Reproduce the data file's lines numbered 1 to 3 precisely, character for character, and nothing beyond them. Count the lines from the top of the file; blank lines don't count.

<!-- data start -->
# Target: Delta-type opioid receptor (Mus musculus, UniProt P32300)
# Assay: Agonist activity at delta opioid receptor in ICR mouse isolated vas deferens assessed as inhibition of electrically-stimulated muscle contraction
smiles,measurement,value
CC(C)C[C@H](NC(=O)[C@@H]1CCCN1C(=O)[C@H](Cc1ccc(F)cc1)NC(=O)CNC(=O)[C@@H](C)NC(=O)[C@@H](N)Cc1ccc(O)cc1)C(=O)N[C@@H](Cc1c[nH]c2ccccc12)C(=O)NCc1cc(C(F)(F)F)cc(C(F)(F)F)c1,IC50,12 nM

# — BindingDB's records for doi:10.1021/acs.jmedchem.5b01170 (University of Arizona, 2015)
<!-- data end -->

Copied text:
# Target: Delta-type opioid receptor (Mus musculus, UniProt P32300)
# Assay: Agonist activity at delta opioid receptor in ICR mouse isolated vas deferens assessed as inhibition of electrically-stimulated muscle contraction
smiles,measurement,value